BS games on OUYA

Just some talk about general Butterscotchy stuff here.
Guys! Are you going to deploy your games to OUYA?
https://www.ouya.tv/
https://devs.ouya.tv/developers/docs/game-maker

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Posts: 570
Location: Cracow, Poland

They said (first Coffe with Bscotch?) that there is too much theese things (like OUYA, no idea how is it called), so it would took too much time.

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Posts: 465
Location: Brno, Czech Republic

Maybe if there's a second-generation OUYA, we'll mull that over...

Right now, the OUYA and its kin have two big problems. The first, is that they're super weak. We tried to port Quadropus to the Gamestick, for example, but the console couldn't run it. It runs on a Galaxy S3 perfectly, so that should give you some idea of just how weak these microconsoles are.

The second problem is that the OUYA in particular has branded itself as the console for people who refuse to pay for things. They throw around the word "free" like it's going out of style, and in most (if not all) of their marketing materials, they vigorously point to the fact that you can get jillions of games for free on their console. Never pay for a game again, they say! As a player, this is great (FREE STUFF!), but as a developer, this sucks.

It takes time to port games to these platforms, and it takes time to patch and maintain them. And that time costs developers money, and it also takes up time that would be spent working on other games. Chances are pretty good that it would end up being a loss in the long run (or even short run).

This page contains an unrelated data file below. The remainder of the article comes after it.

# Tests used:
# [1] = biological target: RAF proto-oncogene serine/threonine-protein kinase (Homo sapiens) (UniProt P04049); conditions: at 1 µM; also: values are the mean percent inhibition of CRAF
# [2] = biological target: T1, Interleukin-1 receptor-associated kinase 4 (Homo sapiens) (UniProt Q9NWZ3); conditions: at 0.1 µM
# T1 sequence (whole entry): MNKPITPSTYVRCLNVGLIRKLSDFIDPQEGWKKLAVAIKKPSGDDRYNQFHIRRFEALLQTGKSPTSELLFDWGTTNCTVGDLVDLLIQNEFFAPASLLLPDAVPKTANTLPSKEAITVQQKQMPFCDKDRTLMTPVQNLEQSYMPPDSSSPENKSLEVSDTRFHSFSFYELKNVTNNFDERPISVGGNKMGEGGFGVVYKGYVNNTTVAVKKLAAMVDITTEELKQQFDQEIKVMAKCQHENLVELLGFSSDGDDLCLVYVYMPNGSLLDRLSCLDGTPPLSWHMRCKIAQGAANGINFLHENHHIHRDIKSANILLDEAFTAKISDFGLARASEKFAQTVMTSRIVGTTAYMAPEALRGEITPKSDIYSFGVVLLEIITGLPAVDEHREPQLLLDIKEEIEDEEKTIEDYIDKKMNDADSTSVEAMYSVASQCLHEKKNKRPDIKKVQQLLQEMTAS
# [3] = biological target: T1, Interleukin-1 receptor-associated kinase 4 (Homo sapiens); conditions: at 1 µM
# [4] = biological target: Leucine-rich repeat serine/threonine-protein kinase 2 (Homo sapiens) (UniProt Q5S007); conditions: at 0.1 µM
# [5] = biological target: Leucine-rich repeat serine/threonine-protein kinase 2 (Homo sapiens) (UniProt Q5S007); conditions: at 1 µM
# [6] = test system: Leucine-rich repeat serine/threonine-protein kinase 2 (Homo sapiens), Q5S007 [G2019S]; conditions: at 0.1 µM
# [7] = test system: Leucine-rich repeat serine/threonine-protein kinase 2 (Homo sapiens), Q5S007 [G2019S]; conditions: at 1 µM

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Posts: 1371
Location: St. Louis, Missouri, USA

Hmmm... as far as I'm concerned they claim that you can TRY everything for free. But most popular games on OUYA are paid.

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Posts: 570
Location: Cracow, Poland

@tofos Exactly! The problem here is the framing. While money can be spent on games for Ouya, the marketing is all about how you don't have to spend money. Therefore players come in with that attitude and will be much more likely to just try a jillion games without ever paying than to pay for a handful of games they like.

Take the mobile market, where a few percent of players are willing to buy game content. In those markets there is a TON of free stuff so that players have come to expect it, but the marketplace itself doesn't brag about how much free stuff there is. If iTunes or Google Play, in all of their advertisements, just talked about how many games you could try for free on the their stores then the idea that games are free would be even more normalized than it already is, and players would be even less likely to buy things.

So then you have the Ouya market. Their advertising strategy is effectively: "A cheap console with lots of free games!" So only a tiny fraction of those players will be willing to buy anything.

The only reason developers can be successful on mobile is because of the ridiculously huge size of the markets. Sure, only a few percent of players will buy your games, but there are millions of those players. When it comes to something like microconsoles, the market is WAYYYYY smaller and the players are probably even less likely to pay for content. So it's all but guaranteed to lose money for developers.